The House Financial Services Committee’s hearing on HR 1207, the Federal Reserve Transparency Act of 2009, is now over. C-SPAN posted the full 3 hour recording of the hearing here.
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Rep. Grayson from Florida was the best of course. Also Rep. Royce! Watt, Frank, and Lynch should be thrown out of Congress as traitors! As for Alvarez, he should be thrown out of the country and made to give up his citizenship! He appears to me to be a second class liar! Now it is time to get this bill on the floor!!!!!!!! No more BS hearings!
Love Woods’ comment as it relates to the FED.
Just like when the government comes out with a new surveilance program on the American people, “If you’ve done nothing wrong, you have nothing to worry about.”
1) What was with Alvarez’s use of “so” as the first word of nearly every answer he gave? Is there a legal weasel angle? And there’s no doubt he’s a legal weasel as a gatekeeper to what transpired between Treasury that he does know all about as a very well paid FED counsel.
2) A better defenseless seeming “Casper Milch-toast” the FED could not have chosen.
3) Tom had a difficult job, and he’s probably wishing he didn’t fall for the planned traps, the committee already having read his testimony prior.
4) I think it was over all a success few Americans will ever see – one has first to spend the lions share w/Alvarez, revealing as it may be. Another plus is were the excellent agreement between the bill’s intents by the majority of the Dem side.
5) Will sweating the FED preciptitate further earth shattering events as evidenced by the long history of mysterious bad luck suffered by its critiques and opponents Jackson, Lincoln, Garfield, JFK, RFK, AND Larry McDonald. There’s been a small spree of “suicides” amongst financial elites of late.
Here’s the McDonald horror story that makes me so suspicious.
If you plan to ending the fed, do you plan to make new currency in America ? Because American currency cannot live without fed,
so once fed is finished, there must be new currency created after that,otherwise, there will be a big chaos, there must be a backup plan…maybe Amero?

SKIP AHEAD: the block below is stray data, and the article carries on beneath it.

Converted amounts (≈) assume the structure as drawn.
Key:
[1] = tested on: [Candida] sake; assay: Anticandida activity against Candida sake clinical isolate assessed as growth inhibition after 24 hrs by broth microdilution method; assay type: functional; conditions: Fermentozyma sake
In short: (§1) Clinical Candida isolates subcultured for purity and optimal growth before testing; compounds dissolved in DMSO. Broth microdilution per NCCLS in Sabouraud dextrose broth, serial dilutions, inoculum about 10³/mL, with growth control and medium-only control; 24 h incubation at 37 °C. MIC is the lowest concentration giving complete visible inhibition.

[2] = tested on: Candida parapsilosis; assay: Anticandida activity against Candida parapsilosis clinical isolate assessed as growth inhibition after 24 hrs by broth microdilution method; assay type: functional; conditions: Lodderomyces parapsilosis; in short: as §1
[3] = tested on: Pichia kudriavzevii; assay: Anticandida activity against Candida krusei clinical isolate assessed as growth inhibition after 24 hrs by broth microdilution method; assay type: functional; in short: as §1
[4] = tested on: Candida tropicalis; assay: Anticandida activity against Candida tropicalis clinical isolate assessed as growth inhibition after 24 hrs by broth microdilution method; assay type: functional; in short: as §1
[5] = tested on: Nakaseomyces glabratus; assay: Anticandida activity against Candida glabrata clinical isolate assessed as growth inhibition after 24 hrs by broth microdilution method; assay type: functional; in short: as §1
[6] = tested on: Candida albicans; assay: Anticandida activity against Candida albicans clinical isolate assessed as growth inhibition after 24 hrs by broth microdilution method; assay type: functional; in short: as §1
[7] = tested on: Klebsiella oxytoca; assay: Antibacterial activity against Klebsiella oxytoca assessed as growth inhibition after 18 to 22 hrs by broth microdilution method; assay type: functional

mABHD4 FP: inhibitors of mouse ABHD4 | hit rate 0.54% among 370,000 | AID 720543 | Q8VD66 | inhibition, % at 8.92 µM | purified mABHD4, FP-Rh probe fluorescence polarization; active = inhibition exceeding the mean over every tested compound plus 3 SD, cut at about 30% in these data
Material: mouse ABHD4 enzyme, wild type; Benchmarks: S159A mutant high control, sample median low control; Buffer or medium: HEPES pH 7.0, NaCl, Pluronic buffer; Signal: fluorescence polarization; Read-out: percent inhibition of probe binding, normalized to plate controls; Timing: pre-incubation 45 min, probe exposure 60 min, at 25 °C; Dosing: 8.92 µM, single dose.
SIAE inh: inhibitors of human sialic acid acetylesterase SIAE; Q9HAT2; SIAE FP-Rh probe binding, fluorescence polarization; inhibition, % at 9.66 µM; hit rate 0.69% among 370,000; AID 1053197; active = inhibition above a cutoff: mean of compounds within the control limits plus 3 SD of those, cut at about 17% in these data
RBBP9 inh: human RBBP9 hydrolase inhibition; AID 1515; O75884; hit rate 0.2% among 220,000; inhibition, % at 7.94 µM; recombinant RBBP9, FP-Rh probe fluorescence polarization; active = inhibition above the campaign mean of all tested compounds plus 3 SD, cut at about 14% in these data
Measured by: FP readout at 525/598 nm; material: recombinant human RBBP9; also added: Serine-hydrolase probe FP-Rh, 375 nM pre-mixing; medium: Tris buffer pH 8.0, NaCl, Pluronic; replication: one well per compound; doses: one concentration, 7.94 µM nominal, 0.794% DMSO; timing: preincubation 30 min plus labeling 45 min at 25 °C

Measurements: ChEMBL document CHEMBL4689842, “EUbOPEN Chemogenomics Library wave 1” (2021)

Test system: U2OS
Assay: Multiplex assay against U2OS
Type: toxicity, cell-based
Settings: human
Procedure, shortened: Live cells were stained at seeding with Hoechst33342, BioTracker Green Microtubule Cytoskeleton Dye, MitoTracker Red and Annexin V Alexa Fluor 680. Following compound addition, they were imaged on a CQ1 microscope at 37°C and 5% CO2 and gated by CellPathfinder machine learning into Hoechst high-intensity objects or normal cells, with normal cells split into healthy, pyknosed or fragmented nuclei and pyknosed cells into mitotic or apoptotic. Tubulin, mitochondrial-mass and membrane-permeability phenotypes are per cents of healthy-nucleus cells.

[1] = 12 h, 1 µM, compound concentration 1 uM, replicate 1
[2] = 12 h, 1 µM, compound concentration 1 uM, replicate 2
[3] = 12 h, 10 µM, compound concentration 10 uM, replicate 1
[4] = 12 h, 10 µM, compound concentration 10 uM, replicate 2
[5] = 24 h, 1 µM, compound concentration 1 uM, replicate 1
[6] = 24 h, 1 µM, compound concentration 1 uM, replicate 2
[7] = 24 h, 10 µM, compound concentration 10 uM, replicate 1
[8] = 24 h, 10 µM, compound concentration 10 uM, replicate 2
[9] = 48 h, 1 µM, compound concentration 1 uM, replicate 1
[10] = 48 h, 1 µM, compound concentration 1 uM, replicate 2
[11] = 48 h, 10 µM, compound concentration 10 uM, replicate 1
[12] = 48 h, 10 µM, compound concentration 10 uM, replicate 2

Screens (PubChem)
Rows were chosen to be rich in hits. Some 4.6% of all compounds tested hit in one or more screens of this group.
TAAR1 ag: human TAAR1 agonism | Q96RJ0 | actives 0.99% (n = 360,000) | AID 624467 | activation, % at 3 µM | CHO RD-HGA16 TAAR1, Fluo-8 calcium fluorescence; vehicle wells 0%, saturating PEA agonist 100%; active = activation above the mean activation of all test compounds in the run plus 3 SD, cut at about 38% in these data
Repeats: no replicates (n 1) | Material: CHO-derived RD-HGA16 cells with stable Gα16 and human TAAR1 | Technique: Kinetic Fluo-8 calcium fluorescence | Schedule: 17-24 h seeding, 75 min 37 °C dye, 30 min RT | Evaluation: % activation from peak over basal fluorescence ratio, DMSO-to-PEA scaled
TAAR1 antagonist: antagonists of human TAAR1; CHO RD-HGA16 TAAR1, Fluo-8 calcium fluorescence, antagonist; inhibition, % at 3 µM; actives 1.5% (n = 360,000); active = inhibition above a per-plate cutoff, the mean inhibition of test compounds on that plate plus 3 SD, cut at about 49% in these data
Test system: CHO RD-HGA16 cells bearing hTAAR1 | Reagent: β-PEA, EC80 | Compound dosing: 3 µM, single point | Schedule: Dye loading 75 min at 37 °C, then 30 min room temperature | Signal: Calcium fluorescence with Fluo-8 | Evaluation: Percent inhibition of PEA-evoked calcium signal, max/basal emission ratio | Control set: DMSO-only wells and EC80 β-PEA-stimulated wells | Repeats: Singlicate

Just stopping by, I understand your concern but I don’t agree that the dollar can’t live without the fed. Actually, I think the opposite is true. Right now the dollar is backed by nothing, which is the problem since the Fed can print them to their heart’s desire, and devalue the purchasing power of each dollar as they do it. If the dollar were backed by a commodity, this would not be a problem and the dollar would maintain its value through the years.
Another option would be to reinstate gold and silver coins to be used as legal tender. This would be a more dramatic change, but manageable.
I don’t see the point in creating a completely new currency, especially if it too is just paper. We have gold which has been a currency for around 6,000 years and is the only one to be proven to maintain its purchasing power. Another important aspect of gold is that it protects property rights, which a fiat currency is incapable of doing.
I think the reference might be speaking to the fact that the current U.S. currency has Federal Reserve printed on it – when we are able to away with the FED, there must be another currency waiting in the wings. Yes? I would think at least there should be a transitional phase moving away from the current printed versions to a new version.
The “Federal Reserve” on the paper money we have today wasn’t always there. Actually, that same line previously read “Silver Certificate”, which also contained a promise to pay “[x] dollars in silver payable to the bearer on demand.” In 1963 the promise to pay vanished. This had the effect of forcing people to accept paper receipts as money.
It’s important to note the distinction between the dollar and a Federal Reserve note. By law, the dollar is a specific amount of gold or silver as defined by Congress. A Federal Reserve note is not a dollar, it is a lie.
I recommend reading F. Tupper Saussy’s “The Miracle on Main Street” for a more in depth look at how the scheme was achieved.
Both life and currency existed and flourished before the Fed. The quality and value of each have decayed since the Fed. Who says currency has to end with the Fed? All the Fed does is tell the Treasury when and how much money to print and inject into or remove from circulation. The country still owns the Treasury and mints. Take control of those away from the Fed, disband it and give the decision to another body, the people.
“The issue that has swept down the centuries, and must be fought sooner or later, is, The People vs. The Banks” – Lord Acton. Chief Justice of England (1875)
That time is now.
The Fed not only prints circulates and withdraws money. It is highly likely that it has given preferential loans to organisations who have had unfair advantage to go into the market and cause distortions and worse. If the Audit the Fed campaign does not move fast, I fear it will be too late and we will be fast approaching meltdown. This will happen quickly – and I think the signs of it are already here and can not be reversed!